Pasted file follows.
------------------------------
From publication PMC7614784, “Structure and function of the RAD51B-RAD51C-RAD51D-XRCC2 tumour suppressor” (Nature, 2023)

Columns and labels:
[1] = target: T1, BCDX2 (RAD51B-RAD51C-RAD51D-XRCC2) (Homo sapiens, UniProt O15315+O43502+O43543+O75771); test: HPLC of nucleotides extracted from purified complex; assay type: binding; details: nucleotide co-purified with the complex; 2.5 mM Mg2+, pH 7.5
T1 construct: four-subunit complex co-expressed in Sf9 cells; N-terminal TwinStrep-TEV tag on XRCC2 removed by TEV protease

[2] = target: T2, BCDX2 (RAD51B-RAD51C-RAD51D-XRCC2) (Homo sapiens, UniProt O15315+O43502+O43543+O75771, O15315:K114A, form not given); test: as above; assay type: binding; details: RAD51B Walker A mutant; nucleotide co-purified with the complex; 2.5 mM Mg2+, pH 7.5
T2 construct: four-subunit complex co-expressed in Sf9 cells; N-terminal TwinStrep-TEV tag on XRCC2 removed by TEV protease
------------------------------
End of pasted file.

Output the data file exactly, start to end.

From publication PMC7614784, “Structure and function of the RAD51B-RAD51C-RAD51D-XRCC2 tumour suppressor” (Nature, 2023)

Columns and labels:
[1] = target: T1, BCDX2 (RAD51B-RAD51C-RAD51D-XRCC2) (Homo sapiens, UniProt O15315+O43502+O43543+O75771); test: HPLC of nucleotides extracted from purified complex; assay type: binding; details: nucleotide co-purified with the complex; 2.5 mM Mg2+, pH 7.5
T1 construct: four-subunit complex co-expressed in Sf9 cells; N-terminal TwinStrep-TEV tag on XRCC2 removed by TEV protease

[2] = target: T2, BCDX2 (RAD51B-RAD51C-RAD51D-XRCC2) (Homo sapiens, UniProt O15315+O43502+O43543+O75771, O15315:K114A, form not given); test: as above; assay type: binding; details: RAD51B Walker A mutant; nucleotide co-purified with the complex; 2.5 mM Mg2+, pH 7.5
T2 construct: four-subunit complex co-expressed in Sf9 cells; N-terminal TwinStrep-TEV tag on XRCC2 removed by TEV protease